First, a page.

There are no guarantees in Hollywood, but this was close as it gets. It has all the elements of a smash: A talented and empathetic young actress in her prime (Emma Watson), supporting work from the most beloved actor in the world (Tom Hanks), direction from an acclaimed indie director (James Ponsoldt), and the kind of urgent, prophetic source material that is rare these days. And yet the big screen adaptation of Dave Egger's chilling parable about social media and corporate power, “The Circle,” just never comes together.
Pardon that cliche, which is used in a different context throughout the movie, but it's true. Watson plays an ambitious recent college grad named Mae who goes to work at The Circle, the biggest tech company in the world; the corporation is unparalleled in power and influence in a world even more slavishly plugged into social media and cell phones than we are today. She gets the job thanks to her friend Annie (Karen Gillan), a rising star at the company, and soon she's being whisked into a life of parties, free apartments, and endless social interaction.
Eggers' book explores the various technologies, services, and moonshot ideas that the company explores, while also painting a deep portrait of Mae that helps to explain why she is so seduced by the validation that The Circle offers. When you read it, you cringe at just how much its members are asked to share, and shudder at the cultish aspects of the company.
Mae is coerced into giving more and more of herself to the company, and it's terrifying because it feels so real. In the movie, the same thing happens, but whereas Eggers inundates you with details, the movie makes the journey far more seamless, and the danger presented by The Circle is never really apparent until much later.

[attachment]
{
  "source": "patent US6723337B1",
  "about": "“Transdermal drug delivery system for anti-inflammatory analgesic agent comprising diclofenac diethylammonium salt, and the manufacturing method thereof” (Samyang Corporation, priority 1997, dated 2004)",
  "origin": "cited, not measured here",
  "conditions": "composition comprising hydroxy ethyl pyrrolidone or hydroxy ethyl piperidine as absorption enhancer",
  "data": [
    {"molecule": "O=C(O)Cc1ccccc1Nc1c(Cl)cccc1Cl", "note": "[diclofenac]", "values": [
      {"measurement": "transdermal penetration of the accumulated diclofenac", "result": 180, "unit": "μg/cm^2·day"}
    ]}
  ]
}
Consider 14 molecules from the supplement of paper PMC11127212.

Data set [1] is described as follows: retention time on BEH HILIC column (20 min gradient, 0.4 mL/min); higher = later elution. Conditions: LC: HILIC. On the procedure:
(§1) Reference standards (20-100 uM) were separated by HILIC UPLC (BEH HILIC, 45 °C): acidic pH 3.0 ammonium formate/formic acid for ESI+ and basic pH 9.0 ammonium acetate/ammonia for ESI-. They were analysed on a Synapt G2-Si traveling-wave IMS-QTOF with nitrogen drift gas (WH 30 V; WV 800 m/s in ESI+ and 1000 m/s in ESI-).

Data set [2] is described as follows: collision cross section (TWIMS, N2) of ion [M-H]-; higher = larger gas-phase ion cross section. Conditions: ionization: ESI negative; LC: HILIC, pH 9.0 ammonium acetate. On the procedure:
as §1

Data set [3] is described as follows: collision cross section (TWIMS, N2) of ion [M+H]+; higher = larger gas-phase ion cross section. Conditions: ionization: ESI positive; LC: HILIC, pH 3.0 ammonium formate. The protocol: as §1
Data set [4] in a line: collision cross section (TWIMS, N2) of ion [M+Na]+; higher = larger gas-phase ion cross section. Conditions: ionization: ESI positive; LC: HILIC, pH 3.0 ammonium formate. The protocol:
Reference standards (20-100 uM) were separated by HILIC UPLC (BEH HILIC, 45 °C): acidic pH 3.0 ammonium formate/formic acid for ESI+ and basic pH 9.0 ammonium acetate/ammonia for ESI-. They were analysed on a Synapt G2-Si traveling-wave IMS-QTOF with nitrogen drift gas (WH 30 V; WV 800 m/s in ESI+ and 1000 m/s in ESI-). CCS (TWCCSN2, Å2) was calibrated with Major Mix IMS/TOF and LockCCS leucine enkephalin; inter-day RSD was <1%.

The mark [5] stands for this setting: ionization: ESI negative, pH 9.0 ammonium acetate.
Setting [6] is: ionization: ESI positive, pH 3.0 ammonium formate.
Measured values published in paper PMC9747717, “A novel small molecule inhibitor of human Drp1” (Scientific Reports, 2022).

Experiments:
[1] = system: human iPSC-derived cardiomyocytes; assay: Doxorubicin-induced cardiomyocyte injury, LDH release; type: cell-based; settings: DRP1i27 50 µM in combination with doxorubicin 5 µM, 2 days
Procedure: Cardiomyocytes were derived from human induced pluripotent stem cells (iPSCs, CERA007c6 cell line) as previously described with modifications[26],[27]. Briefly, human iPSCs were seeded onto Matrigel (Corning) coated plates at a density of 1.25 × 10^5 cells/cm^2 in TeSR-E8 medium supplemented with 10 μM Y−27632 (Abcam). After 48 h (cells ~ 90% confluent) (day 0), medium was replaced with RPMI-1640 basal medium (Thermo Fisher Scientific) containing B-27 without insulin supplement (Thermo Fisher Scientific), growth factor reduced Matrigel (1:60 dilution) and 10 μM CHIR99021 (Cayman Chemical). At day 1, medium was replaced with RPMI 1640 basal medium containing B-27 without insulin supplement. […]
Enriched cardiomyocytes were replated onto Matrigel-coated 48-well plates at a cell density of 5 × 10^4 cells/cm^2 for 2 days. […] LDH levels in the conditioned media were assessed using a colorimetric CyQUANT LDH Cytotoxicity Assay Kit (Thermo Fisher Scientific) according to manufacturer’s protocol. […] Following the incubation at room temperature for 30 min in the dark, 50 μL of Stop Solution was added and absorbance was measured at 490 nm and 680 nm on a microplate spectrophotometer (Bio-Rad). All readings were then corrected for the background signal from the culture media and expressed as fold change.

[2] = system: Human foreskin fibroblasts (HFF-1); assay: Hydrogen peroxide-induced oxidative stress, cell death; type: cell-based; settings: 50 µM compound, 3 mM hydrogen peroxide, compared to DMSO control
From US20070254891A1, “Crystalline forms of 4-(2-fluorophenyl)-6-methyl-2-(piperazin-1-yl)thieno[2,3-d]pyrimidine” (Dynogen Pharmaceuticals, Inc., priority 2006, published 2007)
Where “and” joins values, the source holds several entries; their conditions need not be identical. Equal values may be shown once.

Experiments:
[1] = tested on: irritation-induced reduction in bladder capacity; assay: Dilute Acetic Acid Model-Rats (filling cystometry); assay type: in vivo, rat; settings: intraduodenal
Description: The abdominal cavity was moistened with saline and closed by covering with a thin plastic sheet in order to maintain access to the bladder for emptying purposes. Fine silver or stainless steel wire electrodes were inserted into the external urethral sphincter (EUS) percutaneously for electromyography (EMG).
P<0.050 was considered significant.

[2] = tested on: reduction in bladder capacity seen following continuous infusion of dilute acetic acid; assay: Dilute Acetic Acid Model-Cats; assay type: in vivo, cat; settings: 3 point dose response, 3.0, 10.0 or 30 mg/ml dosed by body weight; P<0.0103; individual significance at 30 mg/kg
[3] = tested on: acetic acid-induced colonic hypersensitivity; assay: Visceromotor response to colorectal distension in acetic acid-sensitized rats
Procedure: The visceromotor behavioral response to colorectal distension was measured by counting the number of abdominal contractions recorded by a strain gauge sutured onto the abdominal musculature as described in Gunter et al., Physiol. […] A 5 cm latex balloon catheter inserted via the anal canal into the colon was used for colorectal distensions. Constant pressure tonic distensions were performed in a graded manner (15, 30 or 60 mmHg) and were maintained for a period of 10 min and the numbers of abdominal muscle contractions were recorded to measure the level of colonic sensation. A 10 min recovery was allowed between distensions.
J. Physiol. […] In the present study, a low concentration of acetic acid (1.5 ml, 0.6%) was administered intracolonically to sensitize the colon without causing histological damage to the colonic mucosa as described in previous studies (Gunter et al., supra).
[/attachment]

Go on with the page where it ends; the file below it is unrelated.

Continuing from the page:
Of course, it's difficult to adapt a book that's over 400 pages long to a movie that lasts under two hours, but the whole thing feels half-baked, like a selection of scenes pulled out the book without a clear throughline. Viewers are left to figure out exactly what The Circle is, and we never really learn much about Mae's internal life. We meet her family and ex-boyfriend, both of whom play big roles in the movie, but we don't know much about the character herself.
Maybe it's because we've watched Watson grow up all these years, but she's not immediately empathetic enough to make up for that lack of backstory; she's Hermoine and Belle, not your next door neighbor. When she kayaks — and she spends a disproportionate amount of the movie kayaking alone — we sort of expect the boat to take off into the air, especially because there are no other humans in sight when she's out on the water.
“Star Wars” star John Boyega is totally wasted in his bit part, but Hanks is a highlight, smartly cast as the company's paternal, optimistic leader. He makes you want to believe that The Circle really does care about humanity. His campus is clean and energy efficient, and looks like a combination a lot of those big, spacious, lush Silicon Valley company properties. It looks utopian, but also clearly made in CGI. Obviously, Apple didn't extend an invitation to the cast and crew to film on their campus.
It's not a total waste, because it'll at least make you think for a minute about how much you live your life online. The moral lesson of the movie is hammered home pretty hard at the end, but that's a catch-22: If you like it, you'll probably go and post on Facebook about it.